Just tonight, for example, I was wondering why the Japanese seem to hate licorice. My own data sample, while yielding compelling evidence, is statistically small. I was hoping that perhaps there was somebody doing similar work and who had a broader test sample. Failing that, I was hoping at least that someone, somewhere, had had a similar notion and had written about it somewhere on the web. I found a couple of tantalizing leads, but nothing conclusive.
Now, where was I? Oh yeah, meaningless and useless stuff on the web. Right. In the course of my licorice research I stumbled across a site called DopeStats, which claims to track "drug prices, drug statistics, and drug use" in 3,140 American counties. From the website:
Welcome to DopeStats, a public awareness project. Our data is compiled by anonymous users providing information about their use of substances ranging from common psychoactives such as alcohol and cannabis (marijuana), to chemicals like nicotine and crack/cocaine.Now I know what you're thinking--you're thinking, "gee, Rick, this might actually be useful information." And you'd be right!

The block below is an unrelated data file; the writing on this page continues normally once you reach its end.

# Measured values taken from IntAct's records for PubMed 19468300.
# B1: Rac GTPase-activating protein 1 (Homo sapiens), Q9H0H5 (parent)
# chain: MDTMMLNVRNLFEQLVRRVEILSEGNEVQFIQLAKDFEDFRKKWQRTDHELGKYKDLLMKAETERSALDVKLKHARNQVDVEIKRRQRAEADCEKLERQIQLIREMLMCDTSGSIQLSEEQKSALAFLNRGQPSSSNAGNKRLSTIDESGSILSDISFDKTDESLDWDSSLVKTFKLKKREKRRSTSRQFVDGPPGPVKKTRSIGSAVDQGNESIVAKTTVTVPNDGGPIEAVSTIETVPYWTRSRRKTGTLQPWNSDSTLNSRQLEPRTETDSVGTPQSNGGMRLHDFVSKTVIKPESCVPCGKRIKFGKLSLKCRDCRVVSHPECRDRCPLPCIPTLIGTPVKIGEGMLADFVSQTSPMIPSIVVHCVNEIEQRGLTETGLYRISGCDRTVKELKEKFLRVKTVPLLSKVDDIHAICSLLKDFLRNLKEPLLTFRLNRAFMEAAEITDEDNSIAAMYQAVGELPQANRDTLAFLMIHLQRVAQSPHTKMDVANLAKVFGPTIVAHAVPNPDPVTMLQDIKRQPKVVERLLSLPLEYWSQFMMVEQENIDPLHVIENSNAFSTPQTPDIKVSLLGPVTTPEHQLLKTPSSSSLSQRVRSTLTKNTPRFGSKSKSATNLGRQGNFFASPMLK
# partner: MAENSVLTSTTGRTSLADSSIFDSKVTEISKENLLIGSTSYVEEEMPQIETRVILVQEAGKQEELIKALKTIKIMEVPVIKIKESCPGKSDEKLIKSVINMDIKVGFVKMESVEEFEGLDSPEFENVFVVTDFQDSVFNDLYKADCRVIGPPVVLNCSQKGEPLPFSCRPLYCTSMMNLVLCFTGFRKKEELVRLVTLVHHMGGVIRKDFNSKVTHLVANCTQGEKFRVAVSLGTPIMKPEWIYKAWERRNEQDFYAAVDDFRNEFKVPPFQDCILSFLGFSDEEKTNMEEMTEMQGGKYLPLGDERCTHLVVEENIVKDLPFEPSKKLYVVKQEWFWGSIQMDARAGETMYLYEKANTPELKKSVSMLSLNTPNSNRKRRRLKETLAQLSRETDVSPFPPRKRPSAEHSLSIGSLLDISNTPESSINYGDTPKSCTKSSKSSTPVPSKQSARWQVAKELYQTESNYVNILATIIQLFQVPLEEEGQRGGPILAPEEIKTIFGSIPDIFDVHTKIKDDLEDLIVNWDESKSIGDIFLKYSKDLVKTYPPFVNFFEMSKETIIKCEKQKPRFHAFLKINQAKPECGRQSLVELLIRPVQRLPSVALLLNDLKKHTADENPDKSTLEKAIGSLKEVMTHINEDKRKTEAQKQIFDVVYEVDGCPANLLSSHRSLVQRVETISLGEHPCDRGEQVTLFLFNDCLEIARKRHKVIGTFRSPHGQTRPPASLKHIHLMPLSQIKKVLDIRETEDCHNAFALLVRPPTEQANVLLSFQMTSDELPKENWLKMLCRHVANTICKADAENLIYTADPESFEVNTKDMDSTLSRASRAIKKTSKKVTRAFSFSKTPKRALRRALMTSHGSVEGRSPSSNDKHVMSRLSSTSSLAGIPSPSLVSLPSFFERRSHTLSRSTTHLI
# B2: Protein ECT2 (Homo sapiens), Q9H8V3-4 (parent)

But then I saw this:
The United States faces an on-going drug problem due to the lack of an easy method for the people to report this kind of data. The most familiar ways include local law enforcement, a counseling or rehab center, or an out-dated survey. Neither of these attract the recreational drug user at the necessary level, which leaves society with a very limited picture of today's illegal drug markets [...]But the real stunner was this:
You can't read this sort of stuff just anywhere, you know.